Wednesday, February 5, 2014

American Hustle -- mini review

Director: David O. Russell, 2013 (R)

The opening title card proclaims, "some of this stuff actually happened". We know there is some historical basis, but Russell points out here that he is going to take artistic license as he sees fit. The film is focused on the FBI sting operation that landed several politicians in jail, but the point is the hustle. Everyone is hustling someone.

Russell has brought back actors he has used in his previous Oscar winners. From Silver Linings Playbook, he reunites Bradley Cooper and Jennifer Lawrence. From The Fighter, he uses Christian Bale and Amy Adams. And all four of these actors earn Oscar nominations for American Hustle, which has garnered 10 nominations in total, including Best Picture and Best Director. Adams is the best of the batch here, although Cooper does a fine job as a man who constantly jumps to conclusions, usually the wrong ones.

Bale, sporting a wig and elaborate comb-over, plays Irving Rosenfeld, a small-time con-man hustling debtors through false loans. Lawrence is his stay-at-home wife Rosalyn. Adams becomes Irving's con partner, using a strange British accent, and his lover. When they are caught in the con act by FBI agent Richie DiMaso (Cooper), he coerces them into setting up a sting to catch 4 more people. But he is hustling, too, as he wants the big fish: first Mayor Carmine Polito (Jeremy Renner), and then congressmen and senators.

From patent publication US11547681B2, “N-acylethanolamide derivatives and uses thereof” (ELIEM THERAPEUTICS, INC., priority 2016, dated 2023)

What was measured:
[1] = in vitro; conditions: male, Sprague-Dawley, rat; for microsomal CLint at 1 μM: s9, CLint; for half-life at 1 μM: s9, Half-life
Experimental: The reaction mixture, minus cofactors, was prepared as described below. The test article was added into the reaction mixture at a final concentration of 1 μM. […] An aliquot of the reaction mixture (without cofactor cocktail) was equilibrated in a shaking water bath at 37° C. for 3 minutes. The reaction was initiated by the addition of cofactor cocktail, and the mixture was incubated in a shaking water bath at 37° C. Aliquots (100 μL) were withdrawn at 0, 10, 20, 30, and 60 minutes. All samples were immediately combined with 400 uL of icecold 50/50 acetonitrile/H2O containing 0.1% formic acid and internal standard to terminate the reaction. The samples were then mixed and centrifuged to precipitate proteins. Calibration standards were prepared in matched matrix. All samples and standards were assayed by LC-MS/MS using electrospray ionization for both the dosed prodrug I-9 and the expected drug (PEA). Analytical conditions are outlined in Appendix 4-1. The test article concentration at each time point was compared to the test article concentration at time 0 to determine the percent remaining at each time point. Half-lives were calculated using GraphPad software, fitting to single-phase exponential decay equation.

American Hustle is a fun sting movie, but that is all. Despite its beautiful production aesthetic that makes the 80s era come alive on screen, it lacks heart. All the characters except Carmine are on the hustle. They are all playing someone to survive. None are clean. None are worth caring about, except the mayor who genuinely seems to care about his constituents, even if he makes some mistakes and bad choices. Ultimately, it is this lack of appealing protagonist that leaves it wanting. We will enjoy the movie and then forget about it as we seek to survive in our own lives, an american survival that hopefully does not include hustling.

Copyright ©2014, Martin Baggs

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